Reb Shmuel Kraus of Los Angeles, formerly of London, related that when the Satmar Rav was returning from a visit to Eretz Yisroel in 1960, he decided to join him on the ship for part of the journey so as to have a chance to speak with him. He took a ship from England to another port along the way, and then borded the Rebbe’s ship for the return trip to England. On the ship, he asked him about his views on the situation in Eretz Yisroel. The Rebbe quoted the Gemora in Avodah Zarah 18b, which praises Avraham for not following in the counsel of the builders of the Tower of Bavel. “They were such wicked people, so obviously Avraham had nothing to do with them. What is so great about that?” asked the Rebbe. “But the answer is that there were actually three groups of people who built the Tower. Rashi in his commentary to the Torah (Bereishis 11:1) mentions two of them. The first group said, ‘Let us go up to the heavens and fight a war against Hashem!’ The second group said, ‘Once every 1656 years the sky falls in. Let us make support pillars for the sky!’ And the Midrash Osyos D’Rabbi Akiva tells of a third group, who said, ‘Let us go up to the heavens, far from the pleasures of this world, and live there like angels!’ Now, we understand why Avraham did not join the first group or even the second group – it’s foolish to think that the Flood was a natural event, or that we have to help Hashem support the sky. But why didn’t he join the third group? The answer is, Avraham decided that one may not join the first and second groups even for the sake of becoming like an angel. And so it is in Eretz Yisroel – there are three groups. The first group are the people who recently printed a new Bible that contains no mention of Hashem’s name. They are truly fighting a war against Hashem. The second group says, ‘We believe in Hashem, but we need to help Him with our army and our weapons.’ And the third group says, ‘Let us go and built Torah centers in Eretz Yisroel.’ This third group is also wrong, since they have to join the first two groups in order to accomplish their goal. Rather, we must stay completely separate from all groups of Zionists.”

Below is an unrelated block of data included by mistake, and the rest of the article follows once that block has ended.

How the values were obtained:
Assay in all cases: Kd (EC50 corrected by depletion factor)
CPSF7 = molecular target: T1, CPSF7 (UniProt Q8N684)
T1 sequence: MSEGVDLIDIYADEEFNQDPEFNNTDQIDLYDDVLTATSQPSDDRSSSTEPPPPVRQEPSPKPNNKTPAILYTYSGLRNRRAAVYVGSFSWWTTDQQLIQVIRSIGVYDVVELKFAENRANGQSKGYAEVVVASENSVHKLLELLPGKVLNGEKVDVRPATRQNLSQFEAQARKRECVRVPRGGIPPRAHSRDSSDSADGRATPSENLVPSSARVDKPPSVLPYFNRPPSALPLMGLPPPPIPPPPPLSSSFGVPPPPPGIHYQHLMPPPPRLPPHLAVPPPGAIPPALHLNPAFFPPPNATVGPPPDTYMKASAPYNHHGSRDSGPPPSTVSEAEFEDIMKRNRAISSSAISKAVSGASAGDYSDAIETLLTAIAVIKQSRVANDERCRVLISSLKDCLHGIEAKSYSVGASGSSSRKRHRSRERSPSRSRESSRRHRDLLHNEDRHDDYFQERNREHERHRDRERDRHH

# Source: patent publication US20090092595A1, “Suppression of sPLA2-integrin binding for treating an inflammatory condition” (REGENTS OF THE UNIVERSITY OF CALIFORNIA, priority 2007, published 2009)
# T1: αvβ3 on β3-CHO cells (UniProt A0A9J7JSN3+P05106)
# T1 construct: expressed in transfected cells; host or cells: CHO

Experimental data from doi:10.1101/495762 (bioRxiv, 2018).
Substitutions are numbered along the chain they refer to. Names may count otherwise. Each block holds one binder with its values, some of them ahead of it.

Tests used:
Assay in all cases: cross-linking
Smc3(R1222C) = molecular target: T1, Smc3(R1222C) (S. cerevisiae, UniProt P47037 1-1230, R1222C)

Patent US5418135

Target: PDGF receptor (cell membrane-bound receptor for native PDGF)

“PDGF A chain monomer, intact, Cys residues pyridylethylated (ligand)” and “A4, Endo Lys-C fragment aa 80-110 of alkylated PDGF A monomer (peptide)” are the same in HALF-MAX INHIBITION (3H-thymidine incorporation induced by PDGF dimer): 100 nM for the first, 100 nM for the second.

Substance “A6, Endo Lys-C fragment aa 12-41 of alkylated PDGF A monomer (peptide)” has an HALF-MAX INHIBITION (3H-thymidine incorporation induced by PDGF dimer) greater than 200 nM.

And all the earth was one language, and of the same words. (11:1)

Rashi explains that the people saw that a flood had come to the world and killed millions of people, and they feared it would happen again. Their wisest men gathered and came to the conclusion: “Once every 1656 years the sky falls in. Let us built support pillars for it!”

Rabbi Avigdor Miller said: The Gemora in Yevamos (63a) says, “No misfortune comes upon the world except because of Yisroel.” If an accident occurs in some faraway land where there is not even one Jew, it is a principle of Torah that it happens only because of the Jewish people. Rashi adds, “To scare them so that they will repent.” We are obligated to look from afar and learn fear of Heaven, and not wait until catastrophe strikes closer to home. If we learn fear of Heaven from the misfortunes of faraway lands, then we will be spared misfortunes close to us, G-d forbid.

Scripture states, “You smite a scoffer, and the simpleton becomes wise” (Mishlei 19:25). Here are two types of people: the scoffer and the simpleton. The scoffer refuses to hear any rebuke. He avoids rabbis and scholars, because he doesn’t want anyone to tell him of his faults. The simpleton (pesi) is a person who talks himself (mefateh) into sinning, but he is ready to listen when others speak to him. For a scoffer, no amount of rebuke helps; he must be smitten. Hashem smites the scoffer and he is taken to the hospital, and still he does not change. But the simpleton sees what happened to the scoffer, and learns from it.

Today people read the newspaper, hear the news, but it makes no impression – a terrible waste! Blood is being shed for nothing, with no positive result. If we would gain awareness and fear of Hashem, then all the world with its events would be serving a purpose. But the blood of the nations is shed, and we learn nothing. We gain no fear; we say that it just happened that way, for various reasons, and we need not fear. This is the way of those who lack emunah.

This was the sin of the generation that built the Tower. They saw the Flood as a natural phenomenon, and took steps to prevent it. They failed to recognize that if Hashem caused so many people to die, He must have done it for a good reason. “He Who chastises nations, is He not thereby rebuking them?” (Tehillim 94:10) Hashem punishes only in order to teach those who remain and all future generations. “He is the one Who teaches man knowledge” (ibid. 11) – the entire purpose of all misfortunes and wars is only to teach man knowledge. The purpose of the Flood was only to teach the later generations, and these people showed that they had learned nothing – to them the Flood was a mere accident. If so, Hashem had killed all those people for nothing, and He considered it as if the builders of the Tower had shed their blood.